But I see you’ve put Zora Neale Hurston Their Eyes Were Watching God on the list, that is a brilliant book, I read it last year and it was one of my top reads of the year.

    I have also read and enjoyed Elizabeth von Arnim’s Enchanted April, which I think you’ll enjoy and Madame Bovary I absolutely adored, though expected it to be like other slow going classics, not at all, I love Flaubert’s prose.

    Another classic I finally read in a read along after having it on the shelves for years and was pleasantly surprised was Alexander Pushkin’s Eugene Onegin, it’s hilarious! And I second Dostoevsky’s The Idiot, it’s brilliant in its characterisation.

    Happy Reading and good luck with the challenge.

    1. I agree about classics being less inclusive of diversity and they often make fun of non-white people. I have enjoyed Dickens as a child. But as an adult I came across his racist views and I was in two minds. I have decided to keep his personal racist views aside and read the ones that I have enjoyed. However I don’t think I would have made that exception had it been a contemporary racist author.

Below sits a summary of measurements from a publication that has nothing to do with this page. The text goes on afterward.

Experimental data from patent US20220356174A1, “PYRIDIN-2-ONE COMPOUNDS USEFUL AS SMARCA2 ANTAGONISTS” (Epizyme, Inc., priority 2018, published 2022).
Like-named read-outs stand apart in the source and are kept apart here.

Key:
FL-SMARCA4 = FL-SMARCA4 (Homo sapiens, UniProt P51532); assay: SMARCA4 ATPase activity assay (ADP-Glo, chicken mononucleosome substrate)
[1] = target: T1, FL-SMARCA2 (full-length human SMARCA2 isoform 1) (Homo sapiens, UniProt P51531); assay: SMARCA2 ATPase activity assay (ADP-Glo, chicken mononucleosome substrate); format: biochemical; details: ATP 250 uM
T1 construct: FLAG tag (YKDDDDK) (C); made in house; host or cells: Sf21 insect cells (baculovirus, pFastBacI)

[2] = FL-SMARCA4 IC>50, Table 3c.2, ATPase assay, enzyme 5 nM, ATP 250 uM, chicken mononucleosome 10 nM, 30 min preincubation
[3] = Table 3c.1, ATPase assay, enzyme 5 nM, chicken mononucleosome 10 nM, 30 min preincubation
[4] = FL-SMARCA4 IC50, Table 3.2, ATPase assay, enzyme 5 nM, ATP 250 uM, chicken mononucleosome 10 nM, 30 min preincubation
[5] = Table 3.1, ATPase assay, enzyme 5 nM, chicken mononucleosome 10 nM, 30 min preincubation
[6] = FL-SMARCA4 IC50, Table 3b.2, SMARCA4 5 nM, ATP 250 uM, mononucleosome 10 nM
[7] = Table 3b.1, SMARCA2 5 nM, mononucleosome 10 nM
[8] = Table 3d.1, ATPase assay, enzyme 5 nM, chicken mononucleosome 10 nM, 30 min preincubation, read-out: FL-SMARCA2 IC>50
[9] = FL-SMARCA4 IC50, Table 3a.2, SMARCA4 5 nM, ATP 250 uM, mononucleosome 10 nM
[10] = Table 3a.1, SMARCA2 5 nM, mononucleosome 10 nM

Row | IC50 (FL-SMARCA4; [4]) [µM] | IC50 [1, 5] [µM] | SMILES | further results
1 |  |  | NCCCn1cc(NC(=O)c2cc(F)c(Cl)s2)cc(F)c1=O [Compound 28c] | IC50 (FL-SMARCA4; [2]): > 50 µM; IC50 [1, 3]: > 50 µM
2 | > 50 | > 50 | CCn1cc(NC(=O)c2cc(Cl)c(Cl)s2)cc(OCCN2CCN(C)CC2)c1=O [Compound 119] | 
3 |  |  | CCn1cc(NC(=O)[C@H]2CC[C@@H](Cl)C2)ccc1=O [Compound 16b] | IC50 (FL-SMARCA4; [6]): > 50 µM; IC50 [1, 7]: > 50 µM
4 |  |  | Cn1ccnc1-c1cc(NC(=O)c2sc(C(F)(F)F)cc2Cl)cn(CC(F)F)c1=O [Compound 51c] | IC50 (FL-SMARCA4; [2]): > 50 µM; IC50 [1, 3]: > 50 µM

I am very eager about Zora’s book. I started the book last year but the dialogues in slang did not work with me. I want to give it more time and slowly enjoy the read. Thanks for the comments about Arnim and Flaubert. I am excited about both. Madame Bovary especially because I have been longing to read it after I read The Bad Girl by Maro Vargas LLosa which was inspired by Madame Bovary.

      I will definitely look into Idiot. I wanted to include Pushkin but wasn’t sure if A collected stories list would be okay in this list. I am very eager to read his short story Queen of Spades. I think I read somewhere that Eugene Onegin is in verse? Not sure. I need to look it up.